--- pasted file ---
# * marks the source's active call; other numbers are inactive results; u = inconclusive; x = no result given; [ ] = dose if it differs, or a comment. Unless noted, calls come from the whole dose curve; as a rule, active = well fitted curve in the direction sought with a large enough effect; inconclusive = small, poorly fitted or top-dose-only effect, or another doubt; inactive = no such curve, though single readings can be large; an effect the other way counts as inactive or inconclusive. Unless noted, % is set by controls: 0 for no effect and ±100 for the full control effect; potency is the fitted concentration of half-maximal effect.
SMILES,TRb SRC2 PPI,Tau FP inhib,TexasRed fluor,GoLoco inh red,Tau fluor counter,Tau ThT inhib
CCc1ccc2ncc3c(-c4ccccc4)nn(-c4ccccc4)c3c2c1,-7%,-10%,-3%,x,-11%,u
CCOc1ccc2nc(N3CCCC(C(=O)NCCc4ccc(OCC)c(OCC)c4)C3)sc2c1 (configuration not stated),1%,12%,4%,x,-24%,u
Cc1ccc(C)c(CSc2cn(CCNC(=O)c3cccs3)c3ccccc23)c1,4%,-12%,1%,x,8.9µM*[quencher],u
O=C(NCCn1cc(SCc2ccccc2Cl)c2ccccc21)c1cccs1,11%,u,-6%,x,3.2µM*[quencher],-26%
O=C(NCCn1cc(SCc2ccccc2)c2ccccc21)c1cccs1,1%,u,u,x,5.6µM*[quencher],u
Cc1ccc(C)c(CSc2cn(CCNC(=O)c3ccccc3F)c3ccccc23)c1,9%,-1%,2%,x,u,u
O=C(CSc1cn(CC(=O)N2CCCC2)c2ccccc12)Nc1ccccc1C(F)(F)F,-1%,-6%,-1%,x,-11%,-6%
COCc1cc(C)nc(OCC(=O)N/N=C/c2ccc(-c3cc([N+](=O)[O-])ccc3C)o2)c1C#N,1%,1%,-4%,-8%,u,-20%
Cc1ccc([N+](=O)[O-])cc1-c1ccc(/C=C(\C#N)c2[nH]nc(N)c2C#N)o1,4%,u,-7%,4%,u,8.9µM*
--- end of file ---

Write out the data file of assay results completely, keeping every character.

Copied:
# * marks the source's active call; other numbers are inactive results; u = inconclusive; x = no result given; [ ] = dose if it differs, or a comment. Unless noted, calls come from the whole dose curve; as a rule, active = well fitted curve in the direction sought with a large enough effect; inconclusive = small, poorly fitted or top-dose-only effect, or another doubt; inactive = no such curve, though single readings can be large; an effect the other way counts as inactive or inconclusive. Unless noted, % is set by controls: 0 for no effect and ±100 for the full control effect; potency is the fitted concentration of half-maximal effect.
SMILES,TRb SRC2 PPI,Tau FP inhib,TexasRed fluor,GoLoco inh red,Tau fluor counter,Tau ThT inhib
CCc1ccc2ncc3c(-c4ccccc4)nn(-c4ccccc4)c3c2c1,-7%,-10%,-3%,x,-11%,u
CCOc1ccc2nc(N3CCCC(C(=O)NCCc4ccc(OCC)c(OCC)c4)C3)sc2c1 (configuration not stated),1%,12%,4%,x,-24%,u
Cc1ccc(C)c(CSc2cn(CCNC(=O)c3cccs3)c3ccccc23)c1,4%,-12%,1%,x,8.9µM*[quencher],u
O=C(NCCn1cc(SCc2ccccc2Cl)c2ccccc21)c1cccs1,11%,u,-6%,x,3.2µM*[quencher],-26%
O=C(NCCn1cc(SCc2ccccc2)c2ccccc21)c1cccs1,1%,u,u,x,5.6µM*[quencher],u
Cc1ccc(C)c(CSc2cn(CCNC(=O)c3ccccc3F)c3ccccc23)c1,9%,-1%,2%,x,u,u
O=C(CSc1cn(CC(=O)N2CCCC2)c2ccccc12)Nc1ccccc1C(F)(F)F,-1%,-6%,-1%,x,-11%,-6%
COCc1cc(C)nc(OCC(=O)N/N=C/c2ccc(-c3cc([N+](=O)[O-])ccc3C)o2)c1C#N,1%,1%,-4%,-8%,u,-20%
Cc1ccc([N+](=O)[O-])cc1-c1ccc(/C=C(\C#N)c2[nH]nc(N)c2C#N)o1,4%,u,-7%,4%,u,8.9µM*